Lately, every day seems to bring new talk about "innovative" payment models for expensive drugs in the U.S. and Europe. Now, China's getting enthused, too.
Pfizer has launched the country’s first pay-for-performance program in oncology with its blockbuster breast cancer drug Ibrance, China Daily reported. Under the new program, called Bo’ai Xin’an, Pfizer promises reimbursement of up to 33.5% of Ibrance costs if an enrolled patient’s disease progresses within four months.
The U.S. pharma set up the project in a collaboration with one of China’s largest commercial insurers, People’s Insurance Company of China (PICC) and MediTrust Health, a Shanghai-based firm that offers healthcare financing services.
It’s a small, if groundbreaking, program. It will accept no more than 500 patients, and only those who haven't received hormone therapy are eligible. Patients must also join the program within 28 days of starting Ibrance, Biocentury reported. China runs a national healthcare scheme, and private insurance plans have only interested a few.
Last July, Ibrance became the first CDK4/6 inhibitor approved in China as a first-line endocrine therapy for HR-positive and HER2-negative breast cancer. Breast cancer is the most prevalent cancer type among Chinese women, accounting for about 15% of all new cancers in women, or about 270,000 cases in 2015, according to a government-run study.
When Ibrance landed in China—its 87th country—the Pfizer shining star had already taken off in the U.S and Europe. Last year, Ibrance racked up $4.12 billion in global sales, a 32% jump over 2017, Pfizer reported Tuesday. That makes it the third-largest product in Pfizer’s portfolio, next to pneumococcal vaccine Prevnar 13 and pain drug Lyrica.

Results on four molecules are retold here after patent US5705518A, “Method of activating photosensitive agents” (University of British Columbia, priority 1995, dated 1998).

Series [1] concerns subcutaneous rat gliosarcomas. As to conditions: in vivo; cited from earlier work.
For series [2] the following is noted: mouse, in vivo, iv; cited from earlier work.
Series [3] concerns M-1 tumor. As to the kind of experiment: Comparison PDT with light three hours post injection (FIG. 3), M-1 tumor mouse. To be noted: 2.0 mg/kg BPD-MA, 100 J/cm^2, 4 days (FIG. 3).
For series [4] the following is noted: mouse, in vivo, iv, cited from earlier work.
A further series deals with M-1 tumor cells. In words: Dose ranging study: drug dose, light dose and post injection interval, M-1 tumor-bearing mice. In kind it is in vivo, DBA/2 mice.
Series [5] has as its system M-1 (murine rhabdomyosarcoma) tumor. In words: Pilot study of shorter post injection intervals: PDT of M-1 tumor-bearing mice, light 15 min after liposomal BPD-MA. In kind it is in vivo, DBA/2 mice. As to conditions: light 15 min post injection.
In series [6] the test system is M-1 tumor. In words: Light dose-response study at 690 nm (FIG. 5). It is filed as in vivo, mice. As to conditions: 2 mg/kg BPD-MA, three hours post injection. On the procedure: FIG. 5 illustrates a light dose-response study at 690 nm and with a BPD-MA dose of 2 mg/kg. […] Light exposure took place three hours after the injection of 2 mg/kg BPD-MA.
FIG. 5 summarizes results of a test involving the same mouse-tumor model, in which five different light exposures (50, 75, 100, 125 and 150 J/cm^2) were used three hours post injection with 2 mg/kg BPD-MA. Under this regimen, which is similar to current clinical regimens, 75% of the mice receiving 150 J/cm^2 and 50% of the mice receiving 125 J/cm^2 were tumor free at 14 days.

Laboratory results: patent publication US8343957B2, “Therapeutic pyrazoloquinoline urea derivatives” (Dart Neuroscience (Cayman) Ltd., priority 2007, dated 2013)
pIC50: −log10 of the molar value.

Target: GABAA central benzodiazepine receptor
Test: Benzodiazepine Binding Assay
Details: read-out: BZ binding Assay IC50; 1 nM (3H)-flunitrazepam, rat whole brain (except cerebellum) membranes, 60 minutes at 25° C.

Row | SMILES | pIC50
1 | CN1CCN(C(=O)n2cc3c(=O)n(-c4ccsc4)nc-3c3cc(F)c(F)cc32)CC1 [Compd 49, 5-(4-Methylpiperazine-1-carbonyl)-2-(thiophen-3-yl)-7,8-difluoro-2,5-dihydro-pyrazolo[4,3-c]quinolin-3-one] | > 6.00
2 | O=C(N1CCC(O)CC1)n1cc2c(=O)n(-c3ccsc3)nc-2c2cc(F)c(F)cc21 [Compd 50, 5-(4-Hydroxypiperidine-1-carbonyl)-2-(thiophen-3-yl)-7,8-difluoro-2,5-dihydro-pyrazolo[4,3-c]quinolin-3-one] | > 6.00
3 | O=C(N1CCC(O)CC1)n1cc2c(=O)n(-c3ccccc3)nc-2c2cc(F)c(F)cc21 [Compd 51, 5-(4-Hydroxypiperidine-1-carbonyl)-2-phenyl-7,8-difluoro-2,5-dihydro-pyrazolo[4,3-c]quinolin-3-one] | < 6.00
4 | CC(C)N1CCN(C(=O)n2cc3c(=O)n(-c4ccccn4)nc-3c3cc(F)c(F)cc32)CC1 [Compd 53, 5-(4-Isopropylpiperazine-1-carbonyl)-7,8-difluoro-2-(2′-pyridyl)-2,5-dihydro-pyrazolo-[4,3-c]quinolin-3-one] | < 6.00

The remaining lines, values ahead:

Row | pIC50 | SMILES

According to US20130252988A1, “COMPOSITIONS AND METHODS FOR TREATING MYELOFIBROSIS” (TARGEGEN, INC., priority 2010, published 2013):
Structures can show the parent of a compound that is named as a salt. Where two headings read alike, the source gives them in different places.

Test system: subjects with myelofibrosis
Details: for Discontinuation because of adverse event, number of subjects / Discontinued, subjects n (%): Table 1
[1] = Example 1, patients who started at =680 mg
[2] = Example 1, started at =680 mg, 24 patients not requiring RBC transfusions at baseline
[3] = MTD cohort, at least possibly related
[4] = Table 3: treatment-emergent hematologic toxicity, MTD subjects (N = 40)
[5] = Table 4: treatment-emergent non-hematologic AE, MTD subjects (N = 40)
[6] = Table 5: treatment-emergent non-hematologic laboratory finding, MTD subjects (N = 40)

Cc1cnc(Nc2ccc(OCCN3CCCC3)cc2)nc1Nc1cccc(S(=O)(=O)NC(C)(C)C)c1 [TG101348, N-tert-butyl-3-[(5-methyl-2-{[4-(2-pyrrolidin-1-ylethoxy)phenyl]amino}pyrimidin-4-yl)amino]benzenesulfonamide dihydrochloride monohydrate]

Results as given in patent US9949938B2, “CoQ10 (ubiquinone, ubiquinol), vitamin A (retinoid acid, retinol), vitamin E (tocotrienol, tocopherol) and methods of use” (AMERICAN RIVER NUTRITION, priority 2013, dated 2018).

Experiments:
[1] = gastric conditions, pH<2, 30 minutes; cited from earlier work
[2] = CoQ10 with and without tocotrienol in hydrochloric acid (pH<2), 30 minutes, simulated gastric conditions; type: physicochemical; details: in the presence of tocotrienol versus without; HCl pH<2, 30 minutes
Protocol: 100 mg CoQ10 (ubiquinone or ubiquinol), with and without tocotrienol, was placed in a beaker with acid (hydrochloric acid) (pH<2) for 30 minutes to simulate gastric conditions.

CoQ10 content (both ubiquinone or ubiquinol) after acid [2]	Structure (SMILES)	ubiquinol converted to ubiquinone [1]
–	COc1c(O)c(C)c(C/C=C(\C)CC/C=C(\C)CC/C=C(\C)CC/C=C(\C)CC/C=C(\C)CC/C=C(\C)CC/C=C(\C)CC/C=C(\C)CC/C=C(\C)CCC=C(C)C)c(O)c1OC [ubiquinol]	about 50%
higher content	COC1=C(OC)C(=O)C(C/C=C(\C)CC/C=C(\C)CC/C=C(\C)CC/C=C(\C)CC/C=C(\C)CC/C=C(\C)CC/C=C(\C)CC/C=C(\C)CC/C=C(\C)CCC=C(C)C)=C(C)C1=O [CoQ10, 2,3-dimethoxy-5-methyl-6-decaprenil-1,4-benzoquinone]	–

China has a special place in Pfizer’s strategy, as the U.S. pharma has been leading the multinational pharma pack in terms of annual Chinese sales. That's now largely because of the company's huge portfolio of legacy brands, but their performance has been so strong that new CEO Albert Bourla has said he will move some top managers in the company's established medicines business to the country.
During a lunch with analysts late last year, Bourla talked up the opportunity for Pfizer in China several times “given volumes that are growing ‘exponentially’ and with that market now Pfizer's second-largest behind the U.S.,” Credit Suisse analyst Vamil Divan wrote in an investor note in December.
China is now the second-largest pharmaceutical market overall and will probably grow more important as drug reforms continue. Its medicine spending will reach up to $170 billion by 2023, from 2018’s $137 billion, according to an IQVIA report released Tuesday.
But as access to medicines in general and new medicines in particular expands, the Chinese government is starting to feel the pressure from increased spending. Beijing has begun to crack down on drug prices, especially in the essential drug category, trying to make way for innovative drugs as a new, more streamlined review process ushers those new products to market faster.
And that's one reason why multinational pharma companies like Pfizer are turning more focus toward new drugs in the country. For example, in a new bulk purchase scheme China’s piloting, off-patent drugmakers offered steep discounts to win big tenders from major Chinese cities. As a result, foreign pharmas’ original drugs, Pfizer’s Lipitor included, were mostly defeated by local firms’ cheap copycats.